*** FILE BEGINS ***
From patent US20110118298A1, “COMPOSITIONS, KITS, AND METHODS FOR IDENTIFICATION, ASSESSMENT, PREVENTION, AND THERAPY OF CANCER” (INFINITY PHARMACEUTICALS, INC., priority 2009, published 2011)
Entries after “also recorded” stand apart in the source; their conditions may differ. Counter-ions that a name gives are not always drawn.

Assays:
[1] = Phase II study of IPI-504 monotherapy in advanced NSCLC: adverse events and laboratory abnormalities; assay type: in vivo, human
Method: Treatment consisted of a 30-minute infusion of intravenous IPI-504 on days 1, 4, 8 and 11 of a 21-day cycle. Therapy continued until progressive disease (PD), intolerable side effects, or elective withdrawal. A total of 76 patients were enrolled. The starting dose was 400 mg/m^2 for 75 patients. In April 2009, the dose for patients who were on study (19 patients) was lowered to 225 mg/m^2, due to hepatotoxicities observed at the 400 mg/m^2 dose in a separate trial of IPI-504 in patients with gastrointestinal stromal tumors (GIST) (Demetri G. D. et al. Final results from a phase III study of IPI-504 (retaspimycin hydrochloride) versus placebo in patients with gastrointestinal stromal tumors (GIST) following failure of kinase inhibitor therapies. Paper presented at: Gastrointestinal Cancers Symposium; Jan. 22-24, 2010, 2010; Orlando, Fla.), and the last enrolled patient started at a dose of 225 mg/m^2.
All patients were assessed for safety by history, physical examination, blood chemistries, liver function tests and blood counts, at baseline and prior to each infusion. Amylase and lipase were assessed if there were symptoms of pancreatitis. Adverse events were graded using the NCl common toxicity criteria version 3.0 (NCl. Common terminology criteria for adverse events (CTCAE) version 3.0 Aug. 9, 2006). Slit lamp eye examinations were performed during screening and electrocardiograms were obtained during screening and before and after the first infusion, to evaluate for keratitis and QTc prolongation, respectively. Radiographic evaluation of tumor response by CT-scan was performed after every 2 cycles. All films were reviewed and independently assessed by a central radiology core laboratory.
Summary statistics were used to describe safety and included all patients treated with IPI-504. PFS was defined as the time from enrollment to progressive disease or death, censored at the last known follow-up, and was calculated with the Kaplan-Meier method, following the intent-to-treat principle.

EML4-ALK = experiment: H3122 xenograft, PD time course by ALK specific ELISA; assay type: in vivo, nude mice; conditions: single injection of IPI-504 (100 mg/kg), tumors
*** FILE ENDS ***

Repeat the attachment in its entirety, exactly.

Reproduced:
From patent US20110118298A1, “COMPOSITIONS, KITS, AND METHODS FOR IDENTIFICATION, ASSESSMENT, PREVENTION, AND THERAPY OF CANCER” (INFINITY PHARMACEUTICALS, INC., priority 2009, published 2011)
Entries after “also recorded” stand apart in the source; their conditions may differ. Counter-ions that a name gives are not always drawn.

Assays:
[1] = Phase II study of IPI-504 monotherapy in advanced NSCLC: adverse events and laboratory abnormalities; assay type: in vivo, human
Method: Treatment consisted of a 30-minute infusion of intravenous IPI-504 on days 1, 4, 8 and 11 of a 21-day cycle. Therapy continued until progressive disease (PD), intolerable side effects, or elective withdrawal. A total of 76 patients were enrolled. The starting dose was 400 mg/m^2 for 75 patients. In April 2009, the dose for patients who were on study (19 patients) was lowered to 225 mg/m^2, due to hepatotoxicities observed at the 400 mg/m^2 dose in a separate trial of IPI-504 in patients with gastrointestinal stromal tumors (GIST) (Demetri G. D. et al. Final results from a phase III study of IPI-504 (retaspimycin hydrochloride) versus placebo in patients with gastrointestinal stromal tumors (GIST) following failure of kinase inhibitor therapies. Paper presented at: Gastrointestinal Cancers Symposium; Jan. 22-24, 2010, 2010; Orlando, Fla.), and the last enrolled patient started at a dose of 225 mg/m^2.
All patients were assessed for safety by history, physical examination, blood chemistries, liver function tests and blood counts, at baseline and prior to each infusion. Amylase and lipase were assessed if there were symptoms of pancreatitis. Adverse events were graded using the NCl common toxicity criteria version 3.0 (NCl. Common terminology criteria for adverse events (CTCAE) version 3.0 Aug. 9, 2006). Slit lamp eye examinations were performed during screening and electrocardiograms were obtained during screening and before and after the first infusion, to evaluate for keratitis and QTc prolongation, respectively. Radiographic evaluation of tumor response by CT-scan was performed after every 2 cycles. All films were reviewed and independently assessed by a central radiology core laboratory.
Summary statistics were used to describe safety and included all patients treated with IPI-504. PFS was defined as the time from enrollment to progressive disease or death, censored at the last known follow-up, and was calculated with the Kaplan-Meier method, following the intent-to-treat principle.

EML4-ALK = experiment: H3122 xenograft, PD time course by ALK specific ELISA; assay type: in vivo, nude mice; conditions: single injection of IPI-504 (100 mg/kg), tumors